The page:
The singing river and the wise rock.
So say the Asian, the Hispanic, the Jew,
The African and Native American, the Sioux,
The Catholic, the Muslim, the French, the Greek,
The Irish, the Rabbi, the Priest, the Sheikh,
The Gay, the Straight, the Preacher,
The privileged, the homeless, the teacher.
They hear. They all hear
The speaking of the tree.
Today, the first and last of every tree
Speaks to humankind. Come to me, here beside the river.
Plant yourself beside me, here beside the river.
Each of you, descendant of some passed on
Traveller, has been paid for.
You, who gave me my first name,
You Pawnee, Apache and Seneca,
You Cherokee Nation, who rested with me,
Then forced on bloody feet,
Left me to the employment of other seekers--
Desperate for gain, starving for gold.
You, the Turk, the Swede, the German, the Scot...
You the Ashanti, the Yoruba, the Kru,
Bought, sold, stolen, arriving on a nightmare
Praying for a dream.
Here, root yourselves beside me.
I am the tree planted by the river,
Which will not be moved.
I, the rock, I the river, I the tree
I am yours--your passages have been paid.
Lift up your faces, you have a piercing need
For this bright morning dawning for you.
History, despite its wrenching pain,
Cannot be unlived, and if faced with courage,
Need not be lived again.
Lift up your eyes upon
The day breaking for you.
Give birth again
To the dream.
Women, children, men,
Take it into the palms of your hands.
Mold it into the shape of your most
Private need. Sculpt it into
The image of your most public self.
Lift up your hearts.
Each new hour holds new chances
For new beginnings.
Do not be wedded forever
To fear, yoked eternally
To brutishness.
The horizon leans forward,
Offering you space to place new steps of change.
Here, on the pulse of this fine day
You may have the courage
To look up and out upon me,
The rock, the river, the tree, your country.
No less to Midas than the mendicant.
No less to you now than the mastodon then.
Here on the pulse of this new day
You may have the grace to look up and out
And into your sister's eyes,
Into your brother's face, your country
And say simply
Very simply
With hope
Good morning.

 
At 7:58 PM, Blogger Crawdad said...

Nhoj?

Are you back in OR? Thanks for the poem, I remember it being read. Did you ever read I Know Why the Caged Bird Sings?

C.

 
At 8:00 PM, Blogger Crawdad said...

P.S. What did T&P mean?

I wish I could go through her files sometime. What a trip. I really can't imagine...

 
At 9:14 PM, Anonymous Anonymous said...

I've been thinking that New years is a time for social reflection and resolutions that reflect our interaction with the group, society at large, etc because Jan 1 is a day that we communally co-memorate, somewhat arbitrarily. Birthdays are our personal New Year's. But this leads to a little confusion about the kind of resolutions one "should" make on New Years. How do you make a communal resolution? Maybe one way is to do what you've done crawdad, and commit to some sort of group-help. Maybe another would be to find a group of similarly minded resoluters and resolve together!

-dz

 
At 1:13 AM, Blogger Alizarin said...

I used to think that New Year's was an arbitrary holiday, just a clock ticking over, a clock we set in the first place. But it's about time, and our counting it, which isn't arbitrary at all. Time moves past us and we have to keep up with the ticking seconds. When they reach a nice round number, I think it suits us to commemmorate the inexorable progress of it all, and how scary and fulfilling that is.

So I didn't have any resolutions per se this year, not at your level Crawdad. OK, there are some, but I won't post them. Mainly I'm embracing time's passing, whatever ache or exhilaration that incurs.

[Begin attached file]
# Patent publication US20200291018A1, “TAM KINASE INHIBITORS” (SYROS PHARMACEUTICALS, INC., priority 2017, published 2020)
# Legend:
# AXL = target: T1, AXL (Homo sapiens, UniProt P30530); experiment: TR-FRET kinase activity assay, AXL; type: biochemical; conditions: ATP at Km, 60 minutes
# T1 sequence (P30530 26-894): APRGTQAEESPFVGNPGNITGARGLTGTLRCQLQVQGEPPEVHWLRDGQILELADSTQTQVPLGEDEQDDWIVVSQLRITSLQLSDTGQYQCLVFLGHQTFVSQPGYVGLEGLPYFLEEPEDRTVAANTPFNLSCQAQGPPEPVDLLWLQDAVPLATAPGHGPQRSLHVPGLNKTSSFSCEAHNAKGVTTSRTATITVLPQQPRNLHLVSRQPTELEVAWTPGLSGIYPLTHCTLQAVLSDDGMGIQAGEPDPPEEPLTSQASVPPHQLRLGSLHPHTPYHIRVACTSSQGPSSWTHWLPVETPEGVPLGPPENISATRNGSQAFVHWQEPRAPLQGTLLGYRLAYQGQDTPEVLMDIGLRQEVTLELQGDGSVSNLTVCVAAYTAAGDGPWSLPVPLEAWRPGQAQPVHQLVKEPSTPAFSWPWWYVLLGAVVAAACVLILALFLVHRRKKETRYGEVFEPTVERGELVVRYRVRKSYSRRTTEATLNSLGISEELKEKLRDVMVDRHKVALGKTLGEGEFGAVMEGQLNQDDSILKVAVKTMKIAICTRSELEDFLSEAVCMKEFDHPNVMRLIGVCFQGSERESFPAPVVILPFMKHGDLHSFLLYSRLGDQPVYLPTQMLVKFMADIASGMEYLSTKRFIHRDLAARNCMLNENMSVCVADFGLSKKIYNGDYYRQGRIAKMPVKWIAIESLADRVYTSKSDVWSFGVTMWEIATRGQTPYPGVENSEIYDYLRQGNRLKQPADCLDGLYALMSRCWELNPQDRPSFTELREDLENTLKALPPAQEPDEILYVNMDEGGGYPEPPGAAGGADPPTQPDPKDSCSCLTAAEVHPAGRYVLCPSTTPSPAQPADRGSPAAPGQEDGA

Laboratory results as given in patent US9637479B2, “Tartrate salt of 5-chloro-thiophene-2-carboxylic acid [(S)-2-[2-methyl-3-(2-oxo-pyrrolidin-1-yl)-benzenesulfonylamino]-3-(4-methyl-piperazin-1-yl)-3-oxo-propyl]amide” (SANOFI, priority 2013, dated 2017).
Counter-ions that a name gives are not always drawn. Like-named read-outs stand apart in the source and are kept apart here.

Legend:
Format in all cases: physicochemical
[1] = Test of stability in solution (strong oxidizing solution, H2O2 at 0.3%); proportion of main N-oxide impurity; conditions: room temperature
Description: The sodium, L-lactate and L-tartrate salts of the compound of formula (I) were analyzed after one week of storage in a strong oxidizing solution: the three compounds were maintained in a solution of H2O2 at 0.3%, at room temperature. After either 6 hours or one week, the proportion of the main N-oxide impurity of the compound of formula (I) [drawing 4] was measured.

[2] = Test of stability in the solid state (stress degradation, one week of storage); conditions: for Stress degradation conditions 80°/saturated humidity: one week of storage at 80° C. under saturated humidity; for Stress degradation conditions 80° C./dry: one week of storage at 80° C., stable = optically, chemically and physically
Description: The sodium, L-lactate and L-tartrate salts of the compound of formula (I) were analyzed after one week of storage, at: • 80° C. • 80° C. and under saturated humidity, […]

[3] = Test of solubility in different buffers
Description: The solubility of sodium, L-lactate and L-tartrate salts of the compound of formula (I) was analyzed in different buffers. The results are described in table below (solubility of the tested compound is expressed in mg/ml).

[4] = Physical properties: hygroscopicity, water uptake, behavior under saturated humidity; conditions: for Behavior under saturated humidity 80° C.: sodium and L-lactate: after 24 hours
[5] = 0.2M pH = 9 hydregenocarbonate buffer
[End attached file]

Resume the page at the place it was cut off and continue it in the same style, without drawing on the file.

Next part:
At 11:08 AM, Blogger Kale_Pilgrim said...

Hey Charles,

Dug your Mubarak joke. Keep it real!

I picked up my first collection of poems this summer at Powell's, seemed to be the right move after getting dumped. My selection was Ted Kooser's Delights and Shadows. About 60% of the poems I could leave, but the other 40% I've re-read numerous times. If you want a literary shout-out to Iowa farm culture, Kooser is your man.

Steve

 
At 10:53 PM, Anonymous Anonymous said...

Crawdaddy,
I tried to send you this witty little poetry do-dad but my flawed fingers erased in some sort of over-clicking and "Back" button panic pushing. many appologies for this redigested entry which will have lost the zest and self-satisfying feeling of being witty on coffee.
So I was thinking about your poetry quest and remembering that a few years ago I got really into Billy Collins, the predecessor poet laureate to Ted Kooser. Billy is silly and dark, and reading his stuff is like eating your favorite meal.
And then recently I heard a large Baptist minister belt out Tennyson's "Crossing the Bar" and I suddenly understood what all the lit-lovers in my life had been saying all the time, when they uttered "Ah, Tennyson..." I recommend finding a copy of that and asking a bass if he wouldn't mind you eavesdropping on his oratory.

So glad you live somewhere with three bathrooms. One to house the cat food and cat litter, one for dying your hair blue, and one for properity. Oh wait that's my dream.

love
faircatherine

 
At 11:39 PM, Anonymous Anonymous said...

I'm not sure, but I think T&P is (was?) Thoughts and Prayers

 
At 8:18 PM, Anonymous Anonymous said...

Here's one I jotted on a piece of wood while cleaning out the garage:

To This is to Jump
To See is to Do
To Move is to Be

But the one I'd inscribe on the mind is from Wm Stafford:

Reminders

Before dawn, across the whole road
as I pass I feel spiderwebs.

Within people’s voices, under their words or
woven into the pauses, I hear a hidden sound.

One thin green light flashes over a smooth sea
just as the sun goes down.

What roses lie on the altar of evening
I inhale carefully, to keep more of.

Tasting all these and letting them have
their ways to waken me, I shiver and resolve.

In my life, I will more than live.

 
At 8:20 PM, Anonymous Anonymous said...

What would Herr Freud say?

To Think is to Jump

To See is to Do
To Move is to Be

 
At 1:36 AM, Anonymous shrinkwrap said...

Love that Wm Stafford poem! Know where it is printed?